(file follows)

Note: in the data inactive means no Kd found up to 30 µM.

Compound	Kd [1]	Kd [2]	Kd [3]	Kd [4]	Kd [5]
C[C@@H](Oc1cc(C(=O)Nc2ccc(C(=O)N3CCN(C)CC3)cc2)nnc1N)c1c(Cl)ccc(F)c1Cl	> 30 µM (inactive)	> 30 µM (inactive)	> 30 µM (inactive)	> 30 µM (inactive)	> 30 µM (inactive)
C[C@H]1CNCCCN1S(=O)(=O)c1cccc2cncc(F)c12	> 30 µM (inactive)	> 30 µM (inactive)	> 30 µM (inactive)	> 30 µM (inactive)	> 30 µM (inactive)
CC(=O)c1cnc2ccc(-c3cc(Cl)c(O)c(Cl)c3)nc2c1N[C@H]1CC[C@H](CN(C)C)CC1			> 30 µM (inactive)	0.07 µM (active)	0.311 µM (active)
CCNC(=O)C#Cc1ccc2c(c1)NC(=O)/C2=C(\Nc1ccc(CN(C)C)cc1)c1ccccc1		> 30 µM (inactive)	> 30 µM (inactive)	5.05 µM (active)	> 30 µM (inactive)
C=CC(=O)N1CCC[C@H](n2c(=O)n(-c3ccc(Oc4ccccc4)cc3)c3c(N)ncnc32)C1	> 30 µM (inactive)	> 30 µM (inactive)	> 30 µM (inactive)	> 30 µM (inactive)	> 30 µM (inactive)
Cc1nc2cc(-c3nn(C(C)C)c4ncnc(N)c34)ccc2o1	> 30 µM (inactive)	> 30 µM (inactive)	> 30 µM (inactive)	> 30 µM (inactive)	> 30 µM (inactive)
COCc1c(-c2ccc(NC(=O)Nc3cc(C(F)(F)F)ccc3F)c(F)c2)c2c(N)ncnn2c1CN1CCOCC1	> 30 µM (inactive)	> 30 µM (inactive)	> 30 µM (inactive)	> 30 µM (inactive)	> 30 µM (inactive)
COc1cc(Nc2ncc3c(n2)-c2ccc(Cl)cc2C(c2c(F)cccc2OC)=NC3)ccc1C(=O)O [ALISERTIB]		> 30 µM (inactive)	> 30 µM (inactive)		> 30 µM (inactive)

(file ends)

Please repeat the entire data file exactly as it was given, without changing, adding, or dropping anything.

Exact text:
Note: in the data inactive means no Kd found up to 30 µM.

Compound	Kd [1]	Kd [2]	Kd [3]	Kd [4]	Kd [5]
C[C@@H](Oc1cc(C(=O)Nc2ccc(C(=O)N3CCN(C)CC3)cc2)nnc1N)c1c(Cl)ccc(F)c1Cl	> 30 µM (inactive)	> 30 µM (inactive)	> 30 µM (inactive)	> 30 µM (inactive)	> 30 µM (inactive)
C[C@H]1CNCCCN1S(=O)(=O)c1cccc2cncc(F)c12	> 30 µM (inactive)	> 30 µM (inactive)	> 30 µM (inactive)	> 30 µM (inactive)	> 30 µM (inactive)
CC(=O)c1cnc2ccc(-c3cc(Cl)c(O)c(Cl)c3)nc2c1N[C@H]1CC[C@H](CN(C)C)CC1			> 30 µM (inactive)	0.07 µM (active)	0.311 µM (active)
CCNC(=O)C#Cc1ccc2c(c1)NC(=O)/C2=C(\Nc1ccc(CN(C)C)cc1)c1ccccc1		> 30 µM (inactive)	> 30 µM (inactive)	5.05 µM (active)	> 30 µM (inactive)
C=CC(=O)N1CCC[C@H](n2c(=O)n(-c3ccc(Oc4ccccc4)cc3)c3c(N)ncnc32)C1	> 30 µM (inactive)	> 30 µM (inactive)	> 30 µM (inactive)	> 30 µM (inactive)	> 30 µM (inactive)
Cc1nc2cc(-c3nn(C(C)C)c4ncnc(N)c34)ccc2o1	> 30 µM (inactive)	> 30 µM (inactive)	> 30 µM (inactive)	> 30 µM (inactive)	> 30 µM (inactive)
COCc1c(-c2ccc(NC(=O)Nc3cc(C(F)(F)F)ccc3F)c(F)c2)c2c(N)ncnn2c1CN1CCOCC1	> 30 µM (inactive)	> 30 µM (inactive)	> 30 µM (inactive)	> 30 µM (inactive)	> 30 µM (inactive)
COc1cc(Nc2ncc3c(n2)-c2ccc(Cl)cc2C(c2c(F)cccc2OC)=NC3)ccc1C(=O)O [ALISERTIB]		> 30 µM (inactive)	> 30 µM (inactive)		> 30 µM (inactive)